Just because you bill your episode of Monday Night Raw as a “night of firsts” doesn’t mean everything, from matches to backstage segments, is suddenly more meaningful and impactful. WWE didn’t get that memo though. Throughout tonight’s episode of Raw, we’re reminded that we’re seeing a lot of firsts. Typically that would mean a lot of fresh match ups and new angles, which is partly true tonight, but it doesn’t make much of a difference overall because the storytelling is largely the same. The show hits many of the same beats it always does. After all, when Triple H starts the show by saying, “for the first time ever on Monday Night Raw, the Big Show…” you know you’re not exactly in for anything new. Still, despite such a ridiculous storytelling angle, tonight’s Raw does pull out a lot of great wrestling.

First off, the #DivaRevolution is in full swing and might actually be a real thing. I was worried that when the NXT women debuted and WWE split them into three factions, that the storyline would be too simplistic, too obvious of an “us against them” type of feud. Instead, the factions have given the feuds some structure, making sure that everyone gets involved and nobody gets left behind. That means that Becky Lynch gets a submission win tonight, despite sharing the ring with Charlotte, by far the easier talent to get over with the WWE crowd. For the second week in a row there are two Divas matches and both are given significant time. The first, which sees Paige face off against Sasha Banks, is a contender for the match of the night and runs for about 14 minutes. That’s huge for the Divas division. It may not sound important, but the fact that there’s a commercial break during the Paige-Sasha match is a big deal. Just the other day, while being interviewed on Grantland’s Cheap Heat podcast, Daniel Bryan mentioned how frustrating it can be to follow his wife’s career because of how little opportunity the Divas have to prove themselves. He mentions how even when he’s losing he still gets 10-12-minutes to look great on TV. The Divas get three, tops, to get their stuff in and make the crowd care. That’s not enough, and it conditions audiences to see the Divas division as filler and the performers as less talented than the male superstars on the roster. Matches like the two from tonight help change that ridiculous perception.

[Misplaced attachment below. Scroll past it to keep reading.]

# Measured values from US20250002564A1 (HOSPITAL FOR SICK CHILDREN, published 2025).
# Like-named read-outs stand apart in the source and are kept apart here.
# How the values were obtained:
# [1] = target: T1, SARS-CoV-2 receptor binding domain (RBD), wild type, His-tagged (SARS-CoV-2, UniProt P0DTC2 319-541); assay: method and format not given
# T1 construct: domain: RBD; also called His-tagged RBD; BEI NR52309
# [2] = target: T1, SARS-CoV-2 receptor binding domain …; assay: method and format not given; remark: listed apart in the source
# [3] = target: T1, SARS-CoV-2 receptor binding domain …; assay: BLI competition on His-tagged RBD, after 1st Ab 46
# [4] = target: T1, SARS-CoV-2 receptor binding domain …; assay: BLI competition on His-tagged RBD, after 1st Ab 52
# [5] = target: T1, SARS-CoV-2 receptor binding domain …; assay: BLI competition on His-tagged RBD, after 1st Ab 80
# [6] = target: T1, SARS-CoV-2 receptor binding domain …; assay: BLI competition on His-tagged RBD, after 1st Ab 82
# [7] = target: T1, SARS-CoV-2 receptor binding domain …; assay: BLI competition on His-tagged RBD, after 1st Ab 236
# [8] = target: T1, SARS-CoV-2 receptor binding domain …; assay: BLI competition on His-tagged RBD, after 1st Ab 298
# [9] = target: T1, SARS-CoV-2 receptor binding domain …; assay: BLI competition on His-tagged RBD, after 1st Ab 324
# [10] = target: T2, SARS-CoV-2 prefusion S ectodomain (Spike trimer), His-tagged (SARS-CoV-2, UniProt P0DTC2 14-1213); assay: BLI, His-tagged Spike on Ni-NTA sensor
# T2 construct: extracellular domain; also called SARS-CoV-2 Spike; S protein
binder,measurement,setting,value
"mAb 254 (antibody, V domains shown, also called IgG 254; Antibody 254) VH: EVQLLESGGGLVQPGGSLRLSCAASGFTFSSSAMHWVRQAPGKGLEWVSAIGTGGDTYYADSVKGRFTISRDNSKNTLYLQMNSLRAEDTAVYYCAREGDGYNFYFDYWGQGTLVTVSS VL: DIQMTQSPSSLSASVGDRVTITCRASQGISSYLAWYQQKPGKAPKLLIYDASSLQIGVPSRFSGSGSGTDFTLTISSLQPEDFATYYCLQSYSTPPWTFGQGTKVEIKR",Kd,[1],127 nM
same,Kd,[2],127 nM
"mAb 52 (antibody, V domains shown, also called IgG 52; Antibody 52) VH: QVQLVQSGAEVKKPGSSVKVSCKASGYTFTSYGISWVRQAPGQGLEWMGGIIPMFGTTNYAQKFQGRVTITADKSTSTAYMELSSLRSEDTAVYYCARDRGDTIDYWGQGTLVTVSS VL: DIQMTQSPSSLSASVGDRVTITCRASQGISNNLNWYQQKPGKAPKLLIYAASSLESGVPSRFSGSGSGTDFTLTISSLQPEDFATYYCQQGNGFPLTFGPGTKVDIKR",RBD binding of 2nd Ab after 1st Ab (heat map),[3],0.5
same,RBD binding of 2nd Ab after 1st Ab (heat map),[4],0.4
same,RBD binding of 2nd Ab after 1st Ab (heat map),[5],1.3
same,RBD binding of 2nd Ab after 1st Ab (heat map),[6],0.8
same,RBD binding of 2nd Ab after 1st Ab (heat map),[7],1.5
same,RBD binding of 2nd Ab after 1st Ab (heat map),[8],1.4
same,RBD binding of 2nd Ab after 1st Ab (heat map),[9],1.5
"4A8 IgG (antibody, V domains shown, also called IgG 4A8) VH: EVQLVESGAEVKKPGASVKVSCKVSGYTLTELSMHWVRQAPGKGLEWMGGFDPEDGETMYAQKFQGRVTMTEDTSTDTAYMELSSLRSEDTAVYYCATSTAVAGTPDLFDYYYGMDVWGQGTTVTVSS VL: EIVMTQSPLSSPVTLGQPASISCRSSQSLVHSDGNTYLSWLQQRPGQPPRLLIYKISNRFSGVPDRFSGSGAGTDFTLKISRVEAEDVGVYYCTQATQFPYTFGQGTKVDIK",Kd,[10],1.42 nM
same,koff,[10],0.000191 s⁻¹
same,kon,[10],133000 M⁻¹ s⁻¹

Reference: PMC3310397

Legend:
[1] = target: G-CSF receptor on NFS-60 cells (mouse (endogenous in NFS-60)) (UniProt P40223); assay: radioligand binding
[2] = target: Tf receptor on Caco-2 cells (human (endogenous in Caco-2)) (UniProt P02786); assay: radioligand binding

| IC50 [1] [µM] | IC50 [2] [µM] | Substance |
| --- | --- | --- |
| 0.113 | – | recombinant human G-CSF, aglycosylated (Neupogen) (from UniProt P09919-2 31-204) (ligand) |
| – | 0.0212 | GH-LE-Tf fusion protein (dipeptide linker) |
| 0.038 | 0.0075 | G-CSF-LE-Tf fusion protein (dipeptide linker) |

The rest of the show isn’t half bad either. Neville takes care of Fandango in about two minutes; a match that’s just an excuse to have Stardust cut a promo and get a feud started. He mentions something about a green hood, stoking the fire of those rumors that Stephen Amell, aka. The Green Arrow from CW’s Arrow, might make an appearance at (the now four-hour) SummerSlam next month. The feud between Stardust, Neville, and maybe Green Arrow isn’t built on much right now, but both Neville and Stardust are immense talents that aren’t being used to any substantial end right now, so if they get some space to work every Monday night from here on out, there could be something entertaining there.

The same can’t be said of the tag title situation right now. Let me be clear: the feud between the Prime Time Players and New Day has been amazing. More specifically, New Day remains one of the most consistently entertaining parts of Raw every single week. Kofi Kingston skipping down to the ring this week was the best non-wrestling moment of the night. These guys get how to be heels, finding a nice balance between being annoying, using heel tactics to win, but also being legitimately talented in the ring. The problem with the tag title scene then is the fact that WWE is once again going down a familiar road, having Los Matadores and the Lucha Dragons get wins on TV, meaning that they’re in line for a championship match. It’s WWE logic, which means it makes no sense at all. Los Matadores won because of a New Day distraction last week; there’s no reason why that should get you a title shot. Tonight is even worse. The Lucha Dragons get the win after another New Day distraction, pinning the Los Matadores. So, because they pinned the team that pinned the champs last week, the Lucha Dragons deserve a title shot now too? That’s ridiculous, and pours cold water on the entire tag division. There’s no tension or motivation built into a storyline that just involves “we pinned the champs.” You need something more, and right now, the tag title scene doesn’t have that.